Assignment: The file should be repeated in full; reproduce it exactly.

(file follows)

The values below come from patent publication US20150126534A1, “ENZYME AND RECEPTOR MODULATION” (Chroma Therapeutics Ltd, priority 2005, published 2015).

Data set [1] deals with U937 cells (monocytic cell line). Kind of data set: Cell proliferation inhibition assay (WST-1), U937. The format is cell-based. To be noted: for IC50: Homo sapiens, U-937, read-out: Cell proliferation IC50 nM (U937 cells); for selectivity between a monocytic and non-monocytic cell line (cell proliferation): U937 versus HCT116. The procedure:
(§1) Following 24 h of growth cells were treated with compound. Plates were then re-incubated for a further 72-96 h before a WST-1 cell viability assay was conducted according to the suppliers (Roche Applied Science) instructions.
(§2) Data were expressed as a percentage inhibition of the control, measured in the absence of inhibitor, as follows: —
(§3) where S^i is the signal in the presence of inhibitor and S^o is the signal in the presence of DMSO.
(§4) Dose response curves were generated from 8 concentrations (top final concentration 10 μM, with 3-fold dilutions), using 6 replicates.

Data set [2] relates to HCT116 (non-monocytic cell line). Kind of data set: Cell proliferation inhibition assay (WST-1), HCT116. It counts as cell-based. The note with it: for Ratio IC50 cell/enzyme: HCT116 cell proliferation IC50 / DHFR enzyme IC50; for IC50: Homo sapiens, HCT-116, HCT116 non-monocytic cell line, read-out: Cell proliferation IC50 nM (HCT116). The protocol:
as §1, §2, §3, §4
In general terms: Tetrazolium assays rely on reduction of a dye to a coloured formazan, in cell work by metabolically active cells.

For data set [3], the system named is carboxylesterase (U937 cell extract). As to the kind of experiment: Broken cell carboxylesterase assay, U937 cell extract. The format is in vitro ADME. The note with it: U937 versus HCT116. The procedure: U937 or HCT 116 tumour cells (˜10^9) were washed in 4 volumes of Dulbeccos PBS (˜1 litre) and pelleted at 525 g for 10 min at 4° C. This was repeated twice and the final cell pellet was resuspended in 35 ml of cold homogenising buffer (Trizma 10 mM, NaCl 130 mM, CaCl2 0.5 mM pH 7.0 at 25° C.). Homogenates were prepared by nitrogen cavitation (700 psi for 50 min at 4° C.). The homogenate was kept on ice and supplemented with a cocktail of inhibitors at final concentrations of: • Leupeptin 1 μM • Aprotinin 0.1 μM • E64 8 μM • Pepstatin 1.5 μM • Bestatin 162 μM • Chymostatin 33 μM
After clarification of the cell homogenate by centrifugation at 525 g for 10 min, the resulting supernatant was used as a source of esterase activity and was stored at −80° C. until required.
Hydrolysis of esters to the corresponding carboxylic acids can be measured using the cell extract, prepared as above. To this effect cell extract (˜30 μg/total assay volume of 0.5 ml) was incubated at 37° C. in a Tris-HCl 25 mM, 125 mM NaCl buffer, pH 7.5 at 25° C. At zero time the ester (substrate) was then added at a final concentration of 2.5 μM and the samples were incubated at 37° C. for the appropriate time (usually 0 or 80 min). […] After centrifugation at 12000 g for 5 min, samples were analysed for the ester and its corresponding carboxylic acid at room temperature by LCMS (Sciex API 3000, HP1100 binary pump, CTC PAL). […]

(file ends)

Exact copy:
The values below come from patent publication US20150126534A1, “ENZYME AND RECEPTOR MODULATION” (Chroma Therapeutics Ltd, priority 2005, published 2015).

Data set [1] deals with U937 cells (monocytic cell line). Kind of data set: Cell proliferation inhibition assay (WST-1), U937. The format is cell-based. To be noted: for IC50: Homo sapiens, U-937, read-out: Cell proliferation IC50 nM (U937 cells); for selectivity between a monocytic and non-monocytic cell line (cell proliferation): U937 versus HCT116. The procedure:
(§1) Following 24 h of growth cells were treated with compound. Plates were then re-incubated for a further 72-96 h before a WST-1 cell viability assay was conducted according to the suppliers (Roche Applied Science) instructions.
(§2) Data were expressed as a percentage inhibition of the control, measured in the absence of inhibitor, as follows: —
(§3) where S^i is the signal in the presence of inhibitor and S^o is the signal in the presence of DMSO.
(§4) Dose response curves were generated from 8 concentrations (top final concentration 10 μM, with 3-fold dilutions), using 6 replicates.

Data set [2] relates to HCT116 (non-monocytic cell line). Kind of data set: Cell proliferation inhibition assay (WST-1), HCT116. It counts as cell-based. The note with it: for Ratio IC50 cell/enzyme: HCT116 cell proliferation IC50 / DHFR enzyme IC50; for IC50: Homo sapiens, HCT-116, HCT116 non-monocytic cell line, read-out: Cell proliferation IC50 nM (HCT116). The protocol:
as §1, §2, §3, §4
In general terms: Tetrazolium assays rely on reduction of a dye to a coloured formazan, in cell work by metabolically active cells.

For data set [3], the system named is carboxylesterase (U937 cell extract). As to the kind of experiment: Broken cell carboxylesterase assay, U937 cell extract. The format is in vitro ADME. The note with it: U937 versus HCT116. The procedure: U937 or HCT 116 tumour cells (˜10^9) were washed in 4 volumes of Dulbeccos PBS (˜1 litre) and pelleted at 525 g for 10 min at 4° C. This was repeated twice and the final cell pellet was resuspended in 35 ml of cold homogenising buffer (Trizma 10 mM, NaCl 130 mM, CaCl2 0.5 mM pH 7.0 at 25° C.). Homogenates were prepared by nitrogen cavitation (700 psi for 50 min at 4° C.). The homogenate was kept on ice and supplemented with a cocktail of inhibitors at final concentrations of: • Leupeptin 1 μM • Aprotinin 0.1 μM • E64 8 μM • Pepstatin 1.5 μM • Bestatin 162 μM • Chymostatin 33 μM
After clarification of the cell homogenate by centrifugation at 525 g for 10 min, the resulting supernatant was used as a source of esterase activity and was stored at −80° C. until required.
Hydrolysis of esters to the corresponding carboxylic acids can be measured using the cell extract, prepared as above. To this effect cell extract (˜30 μg/total assay volume of 0.5 ml) was incubated at 37° C. in a Tris-HCl 25 mM, 125 mM NaCl buffer, pH 7.5 at 25° C. At zero time the ester (substrate) was then added at a final concentration of 2.5 μM and the samples were incubated at 37° C. for the appropriate time (usually 0 or 80 min). […] After centrifugation at 12000 g for 5 min, samples were analysed for the ester and its corresponding carboxylic acid at room temperature by LCMS (Sciex API 3000, HP1100 binary pump, CTC PAL). […]